Claim Compensation for Denied Boarding
When travelling by air, you might find your journey disrupted by being denied boarding to your flight. This is sometimes caused by airlines trying to maximise their sales and overbooking flights. In order to make use of seats that might be free if a percentage of passengers don’t show up for their flights, airlines often oversell tickets to compensate for this eventuality. When more passengers than predicted arrive to embark, some may end up being denied boarding.
At Flight Patrol, we believe that if you’ve been denied boarding through no fault of your own, it should not be you that carries the cost, but the airline. It’s our aim to make certain every passenger who is denied boarding, is armed with the knowledge necessary of their rights, understands what level of compensation they are eligible for and gets the help they need to claim what is owed to them.
You can learn about your passenger rights in the event that you are denied boarding and find out the quickest way to claim in the following sections:
Passenger compensation for being denied boarding to a flight
Being denied boarding allows passengers the right to claim compensation for their disrupted journey on flights covered by EU Regulation 261 and UK equivalent. The exact amount of denied boarding compensation you are entitled to is dependent on the distance your scheduled flight would have been if you were allowed on board.
If your intended flight was 1,500km or less and you were denied boarding, you are entitled to up to €250 compensation
If your flight was internal to the EU and UK and over 1,500km and you were denied boarding, you are entitled to up to €400 compensation
If your flight was not internal to the EU and UK and between 1,500km and 3,500km and you were denied boarding, you are entitled to up to €400 compensation
If your flight was not internal to the EU and UK over 3,500km and you were denied boarding you are entitled to a maximum of up to €600 compensation
Do I have any additional rights?
EU Regulation 261 and UK equivalent state that passengers suffering a disruption through being denied boarding are eligible for accommodation, and both food and refreshments depending on the details of their flight and the reason they have been denied boarding. Airline companies are obligated to afford passengers the right to 2 telephone calls and access to emails. If are denied boarding and you must stay overnight at the airport, a hotel should be provided by the airline company. Transportation to and from the hotel should also be supplied.
If you are denied boarding, you can request a full and immediate refund of your airfare. This is payable at the price of your original ticket. You can also request a return ticket back to the origin of your departure if necessary.
If the airline offers you an alternative flight and you end up benefiting from an upgrade to your ticket, the company is not permitted to charge you additionally for this. However, if your ticket is downgraded on the new flight, you can be refunded for a percentage of the original ticket you paid.
Flight compensation vouchers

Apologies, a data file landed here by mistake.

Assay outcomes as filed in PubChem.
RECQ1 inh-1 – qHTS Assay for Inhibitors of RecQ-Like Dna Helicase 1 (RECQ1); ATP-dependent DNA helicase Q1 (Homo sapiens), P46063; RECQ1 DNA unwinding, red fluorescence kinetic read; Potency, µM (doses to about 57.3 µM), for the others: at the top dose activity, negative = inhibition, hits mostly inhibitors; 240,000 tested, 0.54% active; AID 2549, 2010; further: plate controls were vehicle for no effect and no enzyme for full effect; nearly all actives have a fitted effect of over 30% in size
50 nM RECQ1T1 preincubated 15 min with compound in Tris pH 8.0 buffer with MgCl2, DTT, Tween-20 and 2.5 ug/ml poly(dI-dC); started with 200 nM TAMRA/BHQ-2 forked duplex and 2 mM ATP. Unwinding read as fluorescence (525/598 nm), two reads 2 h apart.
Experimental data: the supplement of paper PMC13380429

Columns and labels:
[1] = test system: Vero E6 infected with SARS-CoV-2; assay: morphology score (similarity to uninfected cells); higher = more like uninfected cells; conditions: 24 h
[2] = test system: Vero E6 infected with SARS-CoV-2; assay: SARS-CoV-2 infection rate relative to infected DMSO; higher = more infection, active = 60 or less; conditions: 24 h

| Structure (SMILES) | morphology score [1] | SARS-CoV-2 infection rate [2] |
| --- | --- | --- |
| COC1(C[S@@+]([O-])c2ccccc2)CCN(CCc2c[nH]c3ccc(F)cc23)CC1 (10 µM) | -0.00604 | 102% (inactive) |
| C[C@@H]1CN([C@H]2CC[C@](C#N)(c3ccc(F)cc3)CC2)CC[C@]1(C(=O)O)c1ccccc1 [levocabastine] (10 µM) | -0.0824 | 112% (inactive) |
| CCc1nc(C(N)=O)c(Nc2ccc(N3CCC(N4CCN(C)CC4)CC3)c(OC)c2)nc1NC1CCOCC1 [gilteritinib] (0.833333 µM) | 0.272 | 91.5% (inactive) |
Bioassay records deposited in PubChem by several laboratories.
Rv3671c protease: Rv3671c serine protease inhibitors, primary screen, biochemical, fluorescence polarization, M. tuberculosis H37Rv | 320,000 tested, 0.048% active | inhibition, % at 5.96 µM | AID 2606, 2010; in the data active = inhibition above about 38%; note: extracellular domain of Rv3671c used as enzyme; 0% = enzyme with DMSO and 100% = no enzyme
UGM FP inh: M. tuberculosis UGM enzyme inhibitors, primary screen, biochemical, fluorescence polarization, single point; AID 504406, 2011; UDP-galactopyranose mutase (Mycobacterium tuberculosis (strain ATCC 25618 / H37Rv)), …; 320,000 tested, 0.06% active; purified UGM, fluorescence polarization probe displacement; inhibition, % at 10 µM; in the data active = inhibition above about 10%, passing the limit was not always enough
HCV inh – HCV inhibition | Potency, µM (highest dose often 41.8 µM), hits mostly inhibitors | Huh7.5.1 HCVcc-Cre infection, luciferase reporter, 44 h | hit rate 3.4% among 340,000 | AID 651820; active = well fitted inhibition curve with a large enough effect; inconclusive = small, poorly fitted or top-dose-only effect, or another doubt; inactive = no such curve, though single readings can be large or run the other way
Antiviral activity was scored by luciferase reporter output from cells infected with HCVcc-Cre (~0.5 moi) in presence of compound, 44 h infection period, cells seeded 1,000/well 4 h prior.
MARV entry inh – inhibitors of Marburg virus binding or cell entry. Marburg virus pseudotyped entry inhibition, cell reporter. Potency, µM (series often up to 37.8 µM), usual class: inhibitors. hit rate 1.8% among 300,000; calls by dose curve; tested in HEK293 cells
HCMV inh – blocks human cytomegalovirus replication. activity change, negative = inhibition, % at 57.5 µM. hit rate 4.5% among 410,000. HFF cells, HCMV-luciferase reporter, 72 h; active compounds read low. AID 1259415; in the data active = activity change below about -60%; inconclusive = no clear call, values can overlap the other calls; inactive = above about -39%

It’s important to never voluntarily give up your seat when you are denied the right to board. While ultimately the acceptance of any offer from the airline is yours to consider, it is worth checking that travel vouchers don’t invalidate your right to claim compensation before you accept them. EU Regulation 261 and UK equivalent clearly state that compensation must be paid by either by cheque, cash or electronic transfer, unless the passenger decides to accept a travel voucher for a new flight instead of such payment.
Filing your claim for being denied the right to board
If, through no fault of your own, you are denied boarding, by following these simple steps, you can ensure you can claim compensation for your disruption.
Make sure you keep all your travel documents, particularly your boarding pass, and request that the airline company representative confirms why you have been denied boarding. While overbooking is the most common reason for being denied, it is not the only one. Ensure you make a note of the specific reason as this may be vital to your claim.
If being denied boarding results in you having to spend significant time at the airport before your new flight, you can request that the airline company pays for overnight accommodation. You can also insist that it pays for your meals and refreshments, but avoid accepting any offers or signing documents that might waive your rights to claim for compensation. If being denied the right to board your flight costs you additional funds, always keep your receipts.
Claim flight compensation assistance with Flight Patrol
While it’s perfectly possible to claim compensation yourself, the paperwork involved can be difficult to locate and who to contact in the matter of your claim can be unclear. If you do manage to make contact with the airline company in question and put forward your compensation application for being denied boarding, there’s a possibility the airline may refute your claim and decline to pay you for your disruption. There have been examples where airlines have been accused of not even responding to claims put forward by passengers.
To simplify the process, you can accept aid from organisations skilled in airline claims such as Flight Patrol. From the first stage to the last, we will fight on your behalf, saving you the time and effort of handling the stressful side of the process.
You can start by letting us know all the details of your denial of boarding through our online contact form. If we agree that you have a case, we’ll get working on it, contacting the airline company and ensuring you receive the exact amount you’re entitled to. If your claim is successful, you’ll receive your compensation. It’s important to note that we charge a service fee of 25% plus VAT of the compensation value, plus an additional admin fee of £25 per passenger.